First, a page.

How ethical decisions about controversial stories are made and reported – or in some cases, not reported – is the core of what makes media trustworthy, and we are glad to honor journalists and news organizations that whose actions reinforce that trust.
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Eugene, Ore. (PRWEB) January 07, 2013
The University of Oregon School of Journalism and Communication announced today that nominations are now being accepted for the 2013 Ancil Payne Awards for Ethics in Journalism for outstanding ethical decisions or work published in 2012. A hallmark for excellence in journalism ethics, the annual award recognizes journalists and news organizations that have demonstrated an extraordinary commitment to ethical conduct, even when faced with economic, personal, or political pressure.
“During a time when, according to a new Gallup poll, less than a quarter of the American public gives journalists high marks for honesty and ethics, it is even more important to recognize those who embody those very values,” said Tim Gleason, Dean of the University of Oregon School of Journalism and Communication.
“How ethical decisions about controversial stories are made and reported – or in some cases, not reported – is the core of what makes media trustworthy, and we are glad to honor journalists and news organizations that whose actions reinforce that trust.”
In 2012, Ancil Payne Awards were given to freelance journalists Matthew LaPlante and Rick Egan for their efforts to document the ritual killing of “cursed” children in Ethiopia’s South Omo River Valley, and to the Yancey County News, a weekly newspaper in rural Burnsville, North Carolina which, in 15 months of operation, established itself as a check on corrupt local law enforcement.
The Ancil Payne Awards accepts entries from news organizations and professional and student journalists in broadcasting, print, or digital media. Journalists and outlets can nominate themselves or be nominated by a third party. Nominations for the Ancil Payne Awards are limited to material published, broadcast, or posted in the United States, or decisions made by journalists or news organizations based in the United States. Nominations can be submitted online at http://journalism.uoregon.edu/payneawards/forms_criteria and are due no later than February 28, 2013.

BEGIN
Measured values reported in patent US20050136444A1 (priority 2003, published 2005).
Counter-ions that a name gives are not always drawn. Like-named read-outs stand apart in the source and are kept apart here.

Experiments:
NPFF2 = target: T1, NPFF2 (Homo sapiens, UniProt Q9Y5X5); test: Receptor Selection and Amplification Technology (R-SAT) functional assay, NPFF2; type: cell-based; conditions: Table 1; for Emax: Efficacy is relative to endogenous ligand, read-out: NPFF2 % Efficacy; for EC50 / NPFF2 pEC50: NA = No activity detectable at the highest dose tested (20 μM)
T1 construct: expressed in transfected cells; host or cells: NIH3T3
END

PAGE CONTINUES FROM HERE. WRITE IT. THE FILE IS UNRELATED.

A panel of judges representing both the news industry and academia will determine the 2013 Ancil Payne Awards winners. The awards ceremony will be held in May, 2013 in the new Allen Hall, home to the School of Journalism and Communication on the University of Oregon campus in Eugene, Oregon. Winners of the 2013 Ancil Payne Awards will be announced in April 2013.
About the Ancil Payne Awards for Ethics in Journalism
Established in 1999 at the University of Oregon School of Journalism and Communication by Seattle broadcasting legend Ancil Payne (1921-2004), the Ancil Payne Awards for Ethics in Journalism honor journalists and news organizations that demonstrate an extraordinary commitment to ethical conduct, even when faced with economic, personal, or political pressure.
Ancil Payne, a leader in Northwest broadcasting and lifelong contributor to the arts, politics, and education, was CEO of KING broadcasting and helped establish its reputation for and commitment to ethical journalism. In creating the award, Payne envisioned a program that would reward journalists acting with integrity and character, restore public trust in the media, and inspire people to do good work.
About the University of Oregon School of Journalism and Communication
The University of Oregon School of Journalism and Communication (SOJC) produces outstanding writers, editors, digital media makers, strategists and critical thinkers by providing a program grounded in ethics, innovation, and social responsibility. Students hone their skills while participating in award-winning student media such as Flux, OR Magazine, Mosaic, and Oregon News, and more than 10 student groups including Allen Hall Advertising, Allen Hall Public Relations and the National Broadcasters Association. In addition to learning from an accomplished and diverse faculty, students have unparalleled opportunities to network and learn from experienced industry professionals. The SOJC hosts the annual Journalists- and Executives-in-Residence programs, as well annual events including the Ancil Payne Awards for Ethics in Journalism and the annual Johnston and Ruhl Lectures. The school counts nine Pulitzer Prize winners among its more than 9,000 graduates. journalism.uoregon.edu